Rough vs Roughishly - What's the difference?
As adverbs the difference between rough and roughishly
is that rough
is in a rough manner; rudely; roughly while roughishly
is in a roughish manner; somewhat roughly.
As an adjective rough
is having a texture that has much friction not smooth; uneven.
As a noun rough
is the unmowed part of a golf course.
As a verb rough
is to create in an approximate form.
Other Comparisons: What's the difference?
* (colloquial) ruff
Having a texture that has much friction. Not smooth; uneven.
* 1922 , (Virginia Woolf), (w, Jacob's Room) Chapter 1
Approximate; hasty or careless; not finished.
- The rock was one of those tremendously solid brown, or rather black, rocks which emerge from the sand like something primitive. Rough with crinkled limpet shells and sparsely strewn with locks of dry seaweed, a small boy has to stretch his legs far apart, and indeed to feel rather heroic, before he gets to the top.
- a rough''' estimate; a '''rough sketch of a building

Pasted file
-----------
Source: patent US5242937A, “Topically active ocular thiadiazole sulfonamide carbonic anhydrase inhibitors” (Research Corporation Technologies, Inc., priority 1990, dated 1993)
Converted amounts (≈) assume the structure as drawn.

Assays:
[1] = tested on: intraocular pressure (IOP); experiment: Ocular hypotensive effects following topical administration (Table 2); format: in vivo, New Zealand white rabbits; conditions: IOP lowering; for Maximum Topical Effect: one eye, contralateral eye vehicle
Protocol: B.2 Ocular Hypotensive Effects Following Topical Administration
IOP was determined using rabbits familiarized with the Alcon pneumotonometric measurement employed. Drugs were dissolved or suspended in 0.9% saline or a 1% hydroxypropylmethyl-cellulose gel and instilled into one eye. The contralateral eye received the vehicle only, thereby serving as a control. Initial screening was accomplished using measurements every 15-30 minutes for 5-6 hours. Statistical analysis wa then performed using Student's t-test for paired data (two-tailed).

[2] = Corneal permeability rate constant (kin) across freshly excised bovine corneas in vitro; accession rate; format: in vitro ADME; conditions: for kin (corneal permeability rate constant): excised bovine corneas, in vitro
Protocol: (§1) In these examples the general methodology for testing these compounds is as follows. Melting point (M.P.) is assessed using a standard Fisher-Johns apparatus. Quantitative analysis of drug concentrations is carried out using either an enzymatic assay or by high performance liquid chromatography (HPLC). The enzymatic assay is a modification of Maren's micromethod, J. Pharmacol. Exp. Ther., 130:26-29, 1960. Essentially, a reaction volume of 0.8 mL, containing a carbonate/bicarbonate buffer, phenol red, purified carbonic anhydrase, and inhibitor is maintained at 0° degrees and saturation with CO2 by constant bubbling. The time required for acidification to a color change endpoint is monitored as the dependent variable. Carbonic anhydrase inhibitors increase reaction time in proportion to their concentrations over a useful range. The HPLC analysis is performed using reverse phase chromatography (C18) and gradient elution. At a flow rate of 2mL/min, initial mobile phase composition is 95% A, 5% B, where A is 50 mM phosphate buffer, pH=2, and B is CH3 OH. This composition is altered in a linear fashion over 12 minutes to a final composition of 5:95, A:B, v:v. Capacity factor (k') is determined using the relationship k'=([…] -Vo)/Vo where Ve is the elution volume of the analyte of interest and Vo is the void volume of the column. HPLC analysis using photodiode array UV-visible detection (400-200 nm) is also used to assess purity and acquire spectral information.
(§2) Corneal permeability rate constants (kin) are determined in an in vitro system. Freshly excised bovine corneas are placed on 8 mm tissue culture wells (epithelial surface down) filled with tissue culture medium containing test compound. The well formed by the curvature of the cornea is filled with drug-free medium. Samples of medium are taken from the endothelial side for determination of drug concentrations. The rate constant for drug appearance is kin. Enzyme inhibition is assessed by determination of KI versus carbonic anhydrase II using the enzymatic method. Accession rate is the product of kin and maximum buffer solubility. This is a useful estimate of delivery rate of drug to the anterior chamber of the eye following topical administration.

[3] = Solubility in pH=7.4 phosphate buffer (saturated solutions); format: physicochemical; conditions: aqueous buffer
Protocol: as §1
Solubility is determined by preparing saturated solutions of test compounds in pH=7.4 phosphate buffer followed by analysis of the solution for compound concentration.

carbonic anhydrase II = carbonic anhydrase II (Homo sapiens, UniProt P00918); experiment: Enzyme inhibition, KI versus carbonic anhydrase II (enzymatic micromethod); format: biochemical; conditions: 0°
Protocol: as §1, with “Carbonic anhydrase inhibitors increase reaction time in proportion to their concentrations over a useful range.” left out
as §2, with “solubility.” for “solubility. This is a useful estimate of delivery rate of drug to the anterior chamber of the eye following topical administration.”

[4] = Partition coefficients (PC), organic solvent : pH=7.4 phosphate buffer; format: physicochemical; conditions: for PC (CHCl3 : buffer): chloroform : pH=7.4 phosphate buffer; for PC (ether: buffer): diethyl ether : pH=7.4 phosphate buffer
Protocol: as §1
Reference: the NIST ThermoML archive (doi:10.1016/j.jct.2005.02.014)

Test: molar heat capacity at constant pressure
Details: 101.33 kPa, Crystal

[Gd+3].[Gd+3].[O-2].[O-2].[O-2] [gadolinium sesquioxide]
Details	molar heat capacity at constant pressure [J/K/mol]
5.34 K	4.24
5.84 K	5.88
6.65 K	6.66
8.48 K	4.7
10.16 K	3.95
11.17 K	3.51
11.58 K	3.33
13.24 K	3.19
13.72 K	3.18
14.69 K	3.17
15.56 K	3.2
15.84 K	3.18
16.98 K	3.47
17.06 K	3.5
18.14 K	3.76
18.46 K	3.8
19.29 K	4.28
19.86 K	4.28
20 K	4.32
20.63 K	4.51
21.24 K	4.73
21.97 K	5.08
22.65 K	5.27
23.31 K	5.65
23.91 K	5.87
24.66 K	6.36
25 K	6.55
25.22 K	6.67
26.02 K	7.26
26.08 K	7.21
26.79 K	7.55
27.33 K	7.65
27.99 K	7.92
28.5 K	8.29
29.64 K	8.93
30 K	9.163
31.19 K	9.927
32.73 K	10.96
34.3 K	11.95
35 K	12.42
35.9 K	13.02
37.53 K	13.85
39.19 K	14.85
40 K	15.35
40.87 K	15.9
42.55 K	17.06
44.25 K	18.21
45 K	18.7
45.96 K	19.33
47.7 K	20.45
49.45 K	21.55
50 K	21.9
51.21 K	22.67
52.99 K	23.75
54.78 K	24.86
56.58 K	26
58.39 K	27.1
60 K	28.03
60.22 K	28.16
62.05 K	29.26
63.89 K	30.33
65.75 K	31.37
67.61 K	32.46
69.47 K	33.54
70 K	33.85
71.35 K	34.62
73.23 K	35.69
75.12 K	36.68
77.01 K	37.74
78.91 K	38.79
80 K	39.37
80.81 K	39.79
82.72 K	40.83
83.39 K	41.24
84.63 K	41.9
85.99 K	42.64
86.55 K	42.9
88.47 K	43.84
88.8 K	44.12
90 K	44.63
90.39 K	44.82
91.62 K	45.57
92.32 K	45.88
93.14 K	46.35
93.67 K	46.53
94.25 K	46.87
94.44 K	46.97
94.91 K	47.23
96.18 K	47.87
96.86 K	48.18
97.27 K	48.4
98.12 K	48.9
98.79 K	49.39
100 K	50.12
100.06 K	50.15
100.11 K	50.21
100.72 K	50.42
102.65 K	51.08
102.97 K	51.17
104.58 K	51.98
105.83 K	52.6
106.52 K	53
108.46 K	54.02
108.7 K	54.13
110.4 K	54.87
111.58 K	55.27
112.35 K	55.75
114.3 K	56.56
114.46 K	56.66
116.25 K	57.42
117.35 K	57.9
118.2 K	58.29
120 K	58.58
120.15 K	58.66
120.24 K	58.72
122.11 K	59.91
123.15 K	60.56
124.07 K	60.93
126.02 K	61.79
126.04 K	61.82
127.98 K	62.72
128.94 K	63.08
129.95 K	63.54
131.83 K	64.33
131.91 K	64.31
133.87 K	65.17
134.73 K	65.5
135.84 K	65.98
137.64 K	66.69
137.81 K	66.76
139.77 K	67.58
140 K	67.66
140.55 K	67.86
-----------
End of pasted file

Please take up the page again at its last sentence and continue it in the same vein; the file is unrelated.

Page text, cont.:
- The sea was rough .
- Being a teenager nowadays can be rough .
Violent; not careful or subtle
- His manners are a bit rough , but he means well.
Loud and hoarse; offensive to the ear; harsh; grating.
- This box has been through some rough handling.
- a rough''' tone; a '''rough voice
Not polished; uncut; said of a gem.
- (Alexander Pope)
- a rough diamond
- rough wine
The unmowed part of a golf course.
A rude fellow; a coarse bully; a rowdy.
(cricket) A scuffed and roughened area of the pitch, where the bowler's feet fall, used as a target by spin bowlers because of its unpredictable bounce.
The raw material from which faceted or cabochon gems are created.
A quick sketch, similar to a thumbnail, but larger and more detailed. Meant for artistic brainstorming and a vital step in the design process.
(obsolete) Boisterous weather.
To create in an approximate form.
To physically assault someone in retribution.
- Rough in the shape first, then polish the details.
(ice hockey) To commit the offense of roughing, i.e. to punch another player.
To render rough; to roughen.
To break in (a horse, etc.), especially for military purposes.
- The gangsters roughed him up a little.
In a rough manner; rudely; roughly.
* Sir Walter Scott
- Sleeping rough on the trenches, and dying stubbornly in their boats.
* bit of rough
* diamond in the rough
* rough and ready
* rough in
* rough out
* rough up
In a roughish manner; somewhat roughly.